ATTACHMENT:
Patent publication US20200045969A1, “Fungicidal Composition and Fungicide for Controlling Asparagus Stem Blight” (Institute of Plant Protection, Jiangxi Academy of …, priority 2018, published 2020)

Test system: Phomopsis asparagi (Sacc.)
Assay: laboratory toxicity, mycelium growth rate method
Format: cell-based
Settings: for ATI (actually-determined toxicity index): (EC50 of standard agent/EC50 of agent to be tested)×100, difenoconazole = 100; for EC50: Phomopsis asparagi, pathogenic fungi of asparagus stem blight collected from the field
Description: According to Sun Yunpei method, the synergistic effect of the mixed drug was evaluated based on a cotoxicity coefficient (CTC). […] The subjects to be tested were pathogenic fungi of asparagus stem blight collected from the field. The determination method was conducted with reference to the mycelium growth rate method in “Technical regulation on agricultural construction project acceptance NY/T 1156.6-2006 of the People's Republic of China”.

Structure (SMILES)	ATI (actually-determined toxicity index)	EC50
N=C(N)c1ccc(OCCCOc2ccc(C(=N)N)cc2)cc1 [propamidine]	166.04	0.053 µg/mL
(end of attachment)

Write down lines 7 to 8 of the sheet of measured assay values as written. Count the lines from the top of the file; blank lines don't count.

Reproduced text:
Structure (SMILES)	ATI (actually-determined toxicity index)	EC50
N=C(N)c1ccc(OCCCOc2ccc(C(=N)N)cc2)cc1 [propamidine]	166.04	0.053 µg/mL